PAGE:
If you are old enough, cast your mind back to the 1984 Democratic National Convention held in San Francisco.
This writer covered it as a young reporter, taking in the flamboyant gay-pride parade on Market Street the day the convention opened, the centerpiece of which was the contingent from
The group, then led by Sister Boom-Boom, were notable for their economical use of leather to cover up their physiques, alongside their
A Republican operative watching the scene remarked to this writer, “In 1972 we paid people to do this to George McGovern in Miami; now Democrats are doing it for us for free.”
This bit of hyperbole — the Democrats of 1984 tried to keep the Bay Area gay scene under wraps — appears today as an understatement, as the Democratic Party has gone all-in on no-limits gender self-expression, to the point that the Biden administration pointedly avoids using the term “woman” in any official policy documents.
Meanwhile, the Los Angeles Dodgers, once owned by a conservative Catholic family, have publicly , and much of corporate America has gone “woke.”
A popular slogan on the right is “Get woke, go broke,” but until the last few weeks, there was meager evidence in support of this proposition.
Attempts to organize consumer boycotts of “woke” products or companies, like the NFL after Colin Kaepernick’s kneeling for the national anthem, usually fizzled after having little effect.
Then came the Bud Light debacle, in which Anheuser-Busch sought to leverage the sensation of the trans celebrity “influencer” Dylan Mulvaney with a specially labeled can produced just for Mulvaney, which Mulvaney embraced to the hilt on Instagram and elsewhere.
A spontaneous boycott of Bud Light, previously America’s best-selling brand, has since this misbegotten stunt, and the loss of market share appears to have staying power.
Anheuser-Busch stock slumped 15% and , while sales of competitor brands such as Coors Light and Miller Lite have jumped.
Barron’s reports that several analysts think the shift away from Bud Light may be enduring, possibly making the micro-targeted Mulvaney promotion the single greatest brand-killing marketing blunder since the Ayds diet plan in the 1980s.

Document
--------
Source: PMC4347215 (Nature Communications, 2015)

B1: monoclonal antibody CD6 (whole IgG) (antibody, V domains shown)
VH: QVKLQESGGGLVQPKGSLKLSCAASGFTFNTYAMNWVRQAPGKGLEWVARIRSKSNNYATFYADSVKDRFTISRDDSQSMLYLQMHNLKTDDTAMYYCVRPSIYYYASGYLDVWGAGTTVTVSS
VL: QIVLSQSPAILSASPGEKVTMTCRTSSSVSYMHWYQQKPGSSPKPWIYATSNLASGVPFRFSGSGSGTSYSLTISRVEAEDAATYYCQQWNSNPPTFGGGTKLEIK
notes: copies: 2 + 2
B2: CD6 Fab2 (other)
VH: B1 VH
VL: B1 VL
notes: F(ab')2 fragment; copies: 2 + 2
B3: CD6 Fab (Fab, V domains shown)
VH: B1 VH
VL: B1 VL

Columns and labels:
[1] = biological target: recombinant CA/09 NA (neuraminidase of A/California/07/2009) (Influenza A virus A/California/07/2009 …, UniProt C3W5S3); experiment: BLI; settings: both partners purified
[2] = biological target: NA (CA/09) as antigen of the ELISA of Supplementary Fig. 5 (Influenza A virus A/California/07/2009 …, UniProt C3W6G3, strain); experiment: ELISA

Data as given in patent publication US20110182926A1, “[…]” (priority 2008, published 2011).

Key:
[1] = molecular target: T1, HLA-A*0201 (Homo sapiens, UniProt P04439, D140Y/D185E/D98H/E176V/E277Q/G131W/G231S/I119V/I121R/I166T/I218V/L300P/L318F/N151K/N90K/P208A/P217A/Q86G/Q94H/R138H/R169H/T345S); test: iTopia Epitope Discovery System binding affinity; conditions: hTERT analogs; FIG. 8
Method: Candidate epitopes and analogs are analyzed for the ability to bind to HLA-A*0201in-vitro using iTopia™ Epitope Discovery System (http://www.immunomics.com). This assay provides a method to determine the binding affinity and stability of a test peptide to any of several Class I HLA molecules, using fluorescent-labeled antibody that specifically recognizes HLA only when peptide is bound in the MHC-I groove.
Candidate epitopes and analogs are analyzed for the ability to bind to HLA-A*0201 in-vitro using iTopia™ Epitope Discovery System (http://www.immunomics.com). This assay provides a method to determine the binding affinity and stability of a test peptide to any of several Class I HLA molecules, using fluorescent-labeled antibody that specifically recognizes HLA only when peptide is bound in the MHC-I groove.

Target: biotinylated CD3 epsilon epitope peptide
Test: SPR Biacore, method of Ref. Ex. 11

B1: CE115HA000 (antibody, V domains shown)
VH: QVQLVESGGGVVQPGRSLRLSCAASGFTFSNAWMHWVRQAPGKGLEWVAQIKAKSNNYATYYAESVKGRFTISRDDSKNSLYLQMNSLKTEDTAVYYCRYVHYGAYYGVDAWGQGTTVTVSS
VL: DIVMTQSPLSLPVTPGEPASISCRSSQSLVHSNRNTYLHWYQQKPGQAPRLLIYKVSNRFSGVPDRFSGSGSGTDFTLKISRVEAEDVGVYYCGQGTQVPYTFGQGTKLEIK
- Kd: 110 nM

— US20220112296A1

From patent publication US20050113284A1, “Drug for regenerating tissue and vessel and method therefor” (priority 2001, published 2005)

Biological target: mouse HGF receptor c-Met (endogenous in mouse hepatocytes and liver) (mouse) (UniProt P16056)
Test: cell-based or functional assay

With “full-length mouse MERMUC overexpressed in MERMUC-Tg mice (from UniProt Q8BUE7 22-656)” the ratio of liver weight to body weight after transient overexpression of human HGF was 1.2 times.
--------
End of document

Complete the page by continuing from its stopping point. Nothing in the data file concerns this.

Someone in Target’s marketing department apparently decided to say, “Hold my Bud Light,” and emulate this consumer-alienating strategy.
One notable offering of the stores’ Pride Month product line is for fully equipped men who wish to dress like women.
Another spontaneous consumer boycott has taken wing, and while the rest of the market started to rally, its worst Wall Street performance in 23 years.
Late in the week, J.P. Morgan downgraded Target’s stock.
The blowback against gender fluidity is not limited to consumers.
Several Major League Baseball stars have issued public criticism of the Dodgers, and there has been a mounting backlash against anatomical males competing in women’s sporting events.
This moment seems different: A line has been crossed, and “normies,” for lack of a better term for traditional middle-class Americans, are saying, “Enough.”
The long-term trend in American social life for decades now has been expanding the boundaries for individual expression and self-definition.
Americans have generally been tolerant, if sometimes slow to move, toward what were once considered “deviant” traits like homosexuality, but also interracial marriage and women in the workplace.
It is worth noting that by the time of the Supreme Court’s 2015 Obergefell decision legalizing same-sex marriage, public opinion had come to support the idea, after having been strongly opposed just 20 years ago.
But the current push on behalf of gender fluidity differs fundamentally from previous “liberation” movements, as it requires a wholesale denial of human nature itself and demands conformity to this radical view.
Far from merely wanting to be tolerated or left alone, the new transgender movement insists on transgressing every institutional and social boundary, from bathrooms to sports to the elementary school classroom.
Americans have largely been tolerant of individuals previously described as “cross-dressers,” but what explains the adamant insistence on performing “drag queen” exhibitions for children?
Why the ferocious suppression of dissident voices in the medical community about aggressive medical interventions to children whose brains and personalities we know are far from fully developed?
It should be noted that what is euphemistically called
With opinion polls finding majorities of Americans opposed to the premises of gender fluidity, consider the current moment the Revolt of the Normies.
For American institutions that have indulged this extremism, perhaps we should say that Pride Month goeth before the fall.
Steven F. Hayward is a resident scholar at the Institute of Governmental Studies at UC Berkeley.